(1) Quality of instructional practice, which may be determined by announced and unannounced classroom observations and examinations of samples of work, such as lesson plans or assessments designed by theteacher;
(2) Communication and professionalism, including how well the teacher interacts with students, parents, other school employees, and members of thecommunity.
(3) Parent and student satisfaction, which may be  measured by surveys,questionnaires, or other forms of soliciting feedback.
Those of you who work in the private sector will likely read these requirements and find them familiar; this is how the majority of workers in Ohio are evaluated for raises and promotions. They certainly don't seem unreasonable. Those of us with children in the public schools would like to know our children's teachers are on the job because they are competent teachers, not merely because they have a degree and a teaching license. 

It's important to understand that "student performance on assessments" is only used as an evaluation method "when applicable." So, for example, it would not be part of the art teacher's evaluation because there is no current achievement test for art. The same for kindergarten. However, there would still be a requirement to measure "student growth" with a "value-added" dimension. For those not familiar with education lingo, this means that rather than a pass/fail system on mandated tests or assessments, the student's growth from year to year is the measure of success.  Who could argue with that?

Here's my take: If you're a good teacher, you're already doing all of this and you have nothing to fear from these reforms. If you're a great teacher, you may even be better-compensated for your efforts. If you're terrified that this new law will punish you in some way, then a little soul-searching is in order. Perhaps you're the reason we need performance pay.

There are a couple other items that might be of interest to teachers (and those who care about them).  The first is the provision that continuing contracts (tenure) will be retained for those who have already attained that status (ORC 3319.1). However, going forward, this will be eliminated.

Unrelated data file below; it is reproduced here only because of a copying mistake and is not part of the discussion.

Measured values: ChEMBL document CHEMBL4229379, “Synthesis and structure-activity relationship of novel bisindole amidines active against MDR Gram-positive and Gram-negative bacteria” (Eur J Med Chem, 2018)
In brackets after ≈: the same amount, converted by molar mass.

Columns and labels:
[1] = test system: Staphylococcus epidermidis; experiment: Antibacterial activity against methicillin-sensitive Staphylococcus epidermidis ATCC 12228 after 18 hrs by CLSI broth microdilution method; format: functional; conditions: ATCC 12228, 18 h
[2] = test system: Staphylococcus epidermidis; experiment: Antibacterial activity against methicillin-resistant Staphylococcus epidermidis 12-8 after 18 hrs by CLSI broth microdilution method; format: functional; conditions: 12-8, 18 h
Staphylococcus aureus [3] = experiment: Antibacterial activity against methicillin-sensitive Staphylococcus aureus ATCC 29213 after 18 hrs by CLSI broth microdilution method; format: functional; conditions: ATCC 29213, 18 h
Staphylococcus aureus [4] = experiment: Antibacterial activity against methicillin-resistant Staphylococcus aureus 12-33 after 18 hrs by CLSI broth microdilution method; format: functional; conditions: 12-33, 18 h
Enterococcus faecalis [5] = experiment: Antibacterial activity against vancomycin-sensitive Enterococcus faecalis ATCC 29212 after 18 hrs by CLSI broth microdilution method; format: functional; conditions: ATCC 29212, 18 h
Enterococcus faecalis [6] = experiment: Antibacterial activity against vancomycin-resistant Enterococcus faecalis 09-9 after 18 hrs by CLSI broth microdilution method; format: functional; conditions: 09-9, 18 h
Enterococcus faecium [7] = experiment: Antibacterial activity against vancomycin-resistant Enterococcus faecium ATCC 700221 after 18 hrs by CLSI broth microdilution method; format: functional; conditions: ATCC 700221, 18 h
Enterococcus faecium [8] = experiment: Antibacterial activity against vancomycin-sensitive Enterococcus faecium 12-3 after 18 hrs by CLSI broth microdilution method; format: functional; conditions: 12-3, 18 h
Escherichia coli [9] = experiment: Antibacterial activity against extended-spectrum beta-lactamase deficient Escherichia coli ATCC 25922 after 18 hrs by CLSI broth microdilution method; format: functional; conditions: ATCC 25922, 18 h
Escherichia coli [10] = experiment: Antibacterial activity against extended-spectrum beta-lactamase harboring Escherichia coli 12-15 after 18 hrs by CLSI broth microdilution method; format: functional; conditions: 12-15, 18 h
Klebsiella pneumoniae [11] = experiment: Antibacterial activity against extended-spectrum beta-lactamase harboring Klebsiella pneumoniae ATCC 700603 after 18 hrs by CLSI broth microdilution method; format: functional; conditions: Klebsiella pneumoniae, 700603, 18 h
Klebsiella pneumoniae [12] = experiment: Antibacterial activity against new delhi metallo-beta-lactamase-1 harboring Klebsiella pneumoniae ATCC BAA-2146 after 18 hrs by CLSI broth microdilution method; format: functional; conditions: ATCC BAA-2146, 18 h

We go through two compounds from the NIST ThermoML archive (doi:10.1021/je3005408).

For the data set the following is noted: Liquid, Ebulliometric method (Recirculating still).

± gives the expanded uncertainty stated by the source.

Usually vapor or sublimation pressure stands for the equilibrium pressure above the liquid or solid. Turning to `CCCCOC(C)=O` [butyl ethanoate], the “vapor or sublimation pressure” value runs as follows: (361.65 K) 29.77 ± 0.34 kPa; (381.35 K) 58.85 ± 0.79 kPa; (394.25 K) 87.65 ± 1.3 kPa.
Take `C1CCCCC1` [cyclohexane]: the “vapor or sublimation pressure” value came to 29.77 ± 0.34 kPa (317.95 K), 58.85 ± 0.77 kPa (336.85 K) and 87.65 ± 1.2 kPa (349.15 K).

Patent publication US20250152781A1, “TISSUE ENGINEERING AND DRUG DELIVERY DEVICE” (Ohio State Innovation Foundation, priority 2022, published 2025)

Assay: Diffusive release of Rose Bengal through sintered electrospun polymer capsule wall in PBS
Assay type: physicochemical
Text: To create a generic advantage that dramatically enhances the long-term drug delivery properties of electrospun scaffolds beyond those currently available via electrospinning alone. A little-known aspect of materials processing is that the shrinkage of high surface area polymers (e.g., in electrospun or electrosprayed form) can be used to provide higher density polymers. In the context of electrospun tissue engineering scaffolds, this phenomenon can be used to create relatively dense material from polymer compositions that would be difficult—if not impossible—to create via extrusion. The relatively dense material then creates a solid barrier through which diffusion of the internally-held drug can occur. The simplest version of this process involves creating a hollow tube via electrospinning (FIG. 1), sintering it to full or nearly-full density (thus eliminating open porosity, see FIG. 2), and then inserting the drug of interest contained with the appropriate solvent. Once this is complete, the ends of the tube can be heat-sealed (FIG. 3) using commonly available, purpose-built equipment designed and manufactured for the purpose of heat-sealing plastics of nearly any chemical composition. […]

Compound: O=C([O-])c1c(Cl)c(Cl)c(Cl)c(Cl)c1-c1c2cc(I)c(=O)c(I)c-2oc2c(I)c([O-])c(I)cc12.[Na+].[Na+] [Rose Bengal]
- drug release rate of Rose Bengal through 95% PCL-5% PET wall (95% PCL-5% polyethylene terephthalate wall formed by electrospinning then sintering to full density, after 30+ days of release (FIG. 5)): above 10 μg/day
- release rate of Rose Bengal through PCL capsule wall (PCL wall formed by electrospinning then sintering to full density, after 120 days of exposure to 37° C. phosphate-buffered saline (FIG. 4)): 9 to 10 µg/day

The other is a new provision that will ban forced fair share dues to unions. If teachers (or other public employee at a union-represented workplace) decides that they don't want to continue to fund the Ohio Education Association's liberal political agenda - namely funding the Ohio Democratic Party - they can now opt out without being forced to pay fair share dues. 

In most cases, paying fair share dues is the same as paying union does. In either case, the employee still receives union representation in contract negotiations. See here for an example of the differences.  The union bosses hate, hate, hate this provision because they know many people aren't thrilled about about its leaders, who pull in six-figure salaries and run an organization rampant with waste, fraud, and abuse. They know that if given the opportunity, union members will bolt and the money will dry up. But it's great news if you're a conservative teacher and you're tired of being shaken-down for union or fair share dues.

I realize this is a tough sell to teachers. I've heard stories of young teachers who have been pressured at work to sign the petitions and work for a NO on Issue 2. I also realize there's a conflict for some between an ideology of fiscal conservatism and a need to provide for one's own family. In a sense, this is where the rubber meets the road.

If you are a teacher, please understand that we don't all think you're greedy or that you've single-handedly bankrupted the state. We appreciate what you do for our kids. But also please understand that these adjustments you are being asked to make are the same ones we in the private sector have been making for years. Our family's health insurance costs have skyrocketed in recent years to $700/month. 

A couple years ago, Sherwin-Williams, where my husband works, cut back their contribution to his 401K from 6% to 3% due to the economic downturn. While we were disappointed by the reduction, we were glad that it wasn't a layoff notice and glad the company is fiscally responsible - that they haven't had to make layoffs when many other companies have (they reinstated the the full contribution this year).  For that matter, we're grateful that they contribute anything at all.  Many private sector employees don't have retirement funds at all and, like my mother-in-law, will depend entirely on a meager Social Security check in retirement. 

I hope teachers and those who want to support them will consider voting YES on Issue 2. In addition to giving school districts tools to control their budgets and help avert layoffs, it will help to keep and reward the best teachers, which is best for the kids.